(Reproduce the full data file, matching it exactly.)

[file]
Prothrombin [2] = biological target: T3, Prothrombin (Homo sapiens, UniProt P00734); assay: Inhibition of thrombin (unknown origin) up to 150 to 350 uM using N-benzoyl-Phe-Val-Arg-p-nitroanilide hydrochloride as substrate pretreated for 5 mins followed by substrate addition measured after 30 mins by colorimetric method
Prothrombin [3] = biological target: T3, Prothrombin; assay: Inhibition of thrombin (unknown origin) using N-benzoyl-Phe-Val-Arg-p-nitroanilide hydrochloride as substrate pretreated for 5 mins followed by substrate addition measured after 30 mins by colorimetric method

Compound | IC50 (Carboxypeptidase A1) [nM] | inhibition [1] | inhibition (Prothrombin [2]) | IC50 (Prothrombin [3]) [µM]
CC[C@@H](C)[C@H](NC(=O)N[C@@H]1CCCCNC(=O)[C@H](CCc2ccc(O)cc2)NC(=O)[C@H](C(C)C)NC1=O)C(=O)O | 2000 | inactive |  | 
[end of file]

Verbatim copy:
Prothrombin [2] = biological target: T3, Prothrombin (Homo sapiens, UniProt P00734); assay: Inhibition of thrombin (unknown origin) up to 150 to 350 uM using N-benzoyl-Phe-Val-Arg-p-nitroanilide hydrochloride as substrate pretreated for 5 mins followed by substrate addition measured after 30 mins by colorimetric method
Prothrombin [3] = biological target: T3, Prothrombin; assay: Inhibition of thrombin (unknown origin) using N-benzoyl-Phe-Val-Arg-p-nitroanilide hydrochloride as substrate pretreated for 5 mins followed by substrate addition measured after 30 mins by colorimetric method

Compound | IC50 (Carboxypeptidase A1) [nM] | inhibition [1] | inhibition (Prothrombin [2]) | IC50 (Prothrombin [3]) [µM]
CC[C@@H](C)[C@H](NC(=O)N[C@@H]1CCCCNC(=O)[C@H](CCc2ccc(O)cc2)NC(=O)[C@H](C(C)C)NC1=O)C(=O)O | 2000 | inactive |  | 